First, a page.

PART I. PHENOMENOLOGY 1. Symptom Dimensions in OCD: Developmental and Evolutionary Perspectives.
James F. Leckman, David Mataix-Cols, and Maria Conceição do Rosario-Campos 2. Dimensional and Subtype Models of OCD
Steven Taylor Reply to Taylor. Combined Dimensional and Categorical Perspectives as an Integrative Approach to OCD
James F. Leckman, David Mataix-Cols, and Maria Conceição do Rosario-Capos Reply to Leckman et al. Putting the Symptom Dimension Model to the Test
Steven Taylor 3. Animal Models of Obsessive Compulsive Disorder: A Neurobiological and Ethological Perspective
Nicholas H. Dodman and Louis Shuster 4. Behavioral and Functional Models of OCD
Arthur C. Houts Reply to Houts. A Dysfunctional Animal Model of OCD
Nicholas H. Dodman Reply to Dodman. Animal Models and Two Traditions in OCD Research
Arthur C. Houts 5. The Case for the OCD Spectrum
Eric Hollander, Jennifer P. Friedberg, Stacey Wasserman, Chin-Chin Yeh, and Rupa Iyengar 6. Obsessive-Compulsive Disorder: Essential Phenomenology and Overlap with Other Anxiety Disorders
Jonathan S. Abramowitz and Brett J. Deacon Reply to Abramowitz and Deacon. Beyond Anxiety: Etiological and Functional Overlaps Between OCD and OC Spectrum Disorders
Eric Hollander and Chin-Chin Yeh Reply to Hollander et al. The OC Spectrum: A Closer Look at the Arguments and the Data
Jonathan S. Abramowitz and Brett J. Deacon 7. Trichotillomania: An Obsessive-Compulsive Spectrum Disorder
Dan J. Stein, Christine Lochner, Sian Hemmings, and Craig Kinnear 8. Overlap of Body Dysmorphic Disorder and Hypochondriasis with OCD
FugenNeziroglu and SonyKhemlani-Patel 9. Contrasting Nonparaphilic Sexual Addictions and OCD
Stefanie A. Schwartz and Jonathan S. Abramowitz 10. Compulsive Buying: A Disorder of Compulsivity or Impulsivity
Lorraine A. Swan-Kremeir, James E. Mitchell and Ronald J. Faber 11. Contrasting Tourette's Syndrome and Tic Disorders with OCD
Kieron O'Connor PART II. ETIOLOGY 12. Neuropsychiatric Models of OCD
David R. Rosenberg, Aileen Russell, and Andrea Fougere 13. Cognitive-Behavioral Models of OCD
Roz Shafran Reply to Shagran. Biological and Cognitive Models of OCD: Seeking Similarities and Achieving Progress Together
David R. Rosenberg, Aileen Russell, and Andrea Fougere Reply to Rosenberg et al. Biological Versus Psychological Approaches to OCD: War or Peace?Roz Shafran and Anne Speckens PART III. TREATMENT 14. Formal Cognitive Therapy: A New Treatment for OCD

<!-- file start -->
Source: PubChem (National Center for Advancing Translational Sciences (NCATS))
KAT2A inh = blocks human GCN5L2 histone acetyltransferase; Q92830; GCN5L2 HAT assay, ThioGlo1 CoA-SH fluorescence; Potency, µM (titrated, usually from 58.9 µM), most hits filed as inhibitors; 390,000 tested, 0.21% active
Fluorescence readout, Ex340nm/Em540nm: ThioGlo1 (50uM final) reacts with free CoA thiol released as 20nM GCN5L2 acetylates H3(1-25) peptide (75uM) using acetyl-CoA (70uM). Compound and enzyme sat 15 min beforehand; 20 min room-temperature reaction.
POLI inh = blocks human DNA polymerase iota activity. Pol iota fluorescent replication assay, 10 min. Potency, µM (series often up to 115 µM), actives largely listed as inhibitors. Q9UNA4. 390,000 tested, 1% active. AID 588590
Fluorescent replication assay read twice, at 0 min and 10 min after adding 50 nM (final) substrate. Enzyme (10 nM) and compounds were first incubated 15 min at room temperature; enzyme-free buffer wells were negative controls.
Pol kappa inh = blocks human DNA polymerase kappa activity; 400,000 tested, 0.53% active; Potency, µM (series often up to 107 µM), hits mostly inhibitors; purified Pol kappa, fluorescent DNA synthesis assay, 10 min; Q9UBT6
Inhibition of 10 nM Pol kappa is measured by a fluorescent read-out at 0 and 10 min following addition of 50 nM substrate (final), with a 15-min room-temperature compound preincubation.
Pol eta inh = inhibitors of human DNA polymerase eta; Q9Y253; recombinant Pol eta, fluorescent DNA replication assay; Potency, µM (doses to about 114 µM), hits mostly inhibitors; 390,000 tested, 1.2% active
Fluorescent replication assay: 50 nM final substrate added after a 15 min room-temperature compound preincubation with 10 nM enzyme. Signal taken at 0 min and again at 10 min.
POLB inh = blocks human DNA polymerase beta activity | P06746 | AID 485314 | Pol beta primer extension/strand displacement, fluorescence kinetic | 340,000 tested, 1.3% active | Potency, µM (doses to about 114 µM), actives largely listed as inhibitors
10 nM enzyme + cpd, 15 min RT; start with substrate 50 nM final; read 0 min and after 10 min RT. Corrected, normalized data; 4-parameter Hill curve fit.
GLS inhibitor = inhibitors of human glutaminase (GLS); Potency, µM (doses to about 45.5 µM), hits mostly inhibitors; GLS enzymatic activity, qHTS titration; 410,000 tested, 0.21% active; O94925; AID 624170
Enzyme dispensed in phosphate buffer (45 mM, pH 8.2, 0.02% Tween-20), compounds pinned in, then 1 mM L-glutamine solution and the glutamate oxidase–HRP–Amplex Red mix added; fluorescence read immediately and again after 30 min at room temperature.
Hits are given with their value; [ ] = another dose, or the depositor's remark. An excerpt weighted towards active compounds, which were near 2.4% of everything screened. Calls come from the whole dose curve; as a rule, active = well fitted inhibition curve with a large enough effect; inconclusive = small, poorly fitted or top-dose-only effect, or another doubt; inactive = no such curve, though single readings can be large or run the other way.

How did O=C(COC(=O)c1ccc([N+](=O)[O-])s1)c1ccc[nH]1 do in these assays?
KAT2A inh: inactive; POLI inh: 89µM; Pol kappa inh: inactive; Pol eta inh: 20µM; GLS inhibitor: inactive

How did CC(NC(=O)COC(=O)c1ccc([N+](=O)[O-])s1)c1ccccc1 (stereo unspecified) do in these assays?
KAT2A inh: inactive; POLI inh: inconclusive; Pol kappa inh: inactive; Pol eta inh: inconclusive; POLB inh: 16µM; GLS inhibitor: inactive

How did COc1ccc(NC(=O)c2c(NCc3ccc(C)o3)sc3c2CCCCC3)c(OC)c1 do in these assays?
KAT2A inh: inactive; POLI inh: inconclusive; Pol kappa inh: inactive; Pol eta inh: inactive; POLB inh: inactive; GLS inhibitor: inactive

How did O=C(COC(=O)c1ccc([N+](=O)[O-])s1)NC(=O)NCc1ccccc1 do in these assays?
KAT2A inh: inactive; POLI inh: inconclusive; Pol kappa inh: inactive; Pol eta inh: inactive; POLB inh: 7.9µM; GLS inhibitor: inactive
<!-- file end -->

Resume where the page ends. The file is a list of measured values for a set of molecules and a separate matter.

Jeanne Fama and Sabine Wilhelm 15. Treatment for OCD: Unleashing the Power of Exposure
Reply to Kozak and Coles. Expanding the Conceptualization of Cognitive Therapy and its Therapeutic Potential
Jeanne Fama and Sabine Wilhelm Reply to Fama and Wilhelm. Cognitive Therapy and Exposure Treatment for OCD: Contrast and Rapprochment
Michael J. Kozak and Meredith E. Coles 16. The Role of the Therapist in Behavior Therapy for OCD
David F. Tolin and Scott Hannan 17. Self-Directed Exposure in the Treatment of OCD
Cheryl N. Carmin, Pamela S. Wiegartz, and Kevin D. Wu Reply to Carmin et al. What's in a Name? The Distinction Between Self-Directed and
Über den Autor
Jonathan S. Abramowitz, Ph.D., ABPP, is Associate Professor and Director of the OCD/Anxiety Disorders Program at the Mayo Clinic, Rochester, MN. He conducts research on OCD and other anxiety disorders and has published over 50 journal articles and book chapters. He also maintains an active consultation and clinical practice. He serves on Advisory Boards for the Obsessive Compulsive Foundation and Anxiety Disorders Association of America and has received awards from the American Psychological Association, National Institutes of Health, Obsessive-Compulsive Foundation, and Mayo Clinic.
Arthur C. Houts, Ph.D., was Professor and Director of Clinical Training at The University of Memphis until he retired in 2003 to work full time at The West Clinic, a large oncology center in Memphis, TN. He has published broadly in adult and child clinical psychology, as well as in the field of science studies. Dr. Houts is currently developing technology to provide better quality of life assessment in cancer care and is building a research network of oncology practices for clinical trials.
Few syndromes in psychopathology generate as much popular curiosity and clinical exploration as does obsessive-compulsive disorder (OCD). Since the 1970s, research on OCD has increased exponentially. Speci?c advances include an improved grasp of the heterogeneity of the disorder, identi?cation of putative subtyping schemes, and the development of increasingly sophisticated theoretical models of the etiology and maintenance. Perhaps most importantly, research has led to advances in treatment; andwhereasthe?rstlinetherapies(cognitive-behaviortherapyandserotonergicm- ication) are not entirely effective for every sufferer, they have transformed OCD from an unmanageable lifetime af?iction into a treatable problem that need not reduce quality of life. Despite the aforementioned advances, there have emerged a number of sharp disagreements concerning OCD. Differences have surfaced over phenomenological issues, etiological models, and approaches to treatment, and often occur (but not exclusively) along disciplinary lines between biologically oriented and cogniti- behaviorally oriented authorities. For example, medical approaches posit that abn- mal biological processes cause OCD, whereas psychosocial formulations emphasize the role of learning and dysfunctional cognitions. Yet because theoretical conjecture andempirical?ndingsfromwithineachtraditionaretypicallyaddressedtowardd- tinct and narrow audiences, clinicians, researchers, and students with broad interests are hindered from gaining a clear grasp of the diverse (and sometimes polarized) perspectives.
Compares and contrasts different viewpoints on OCD by experts in the field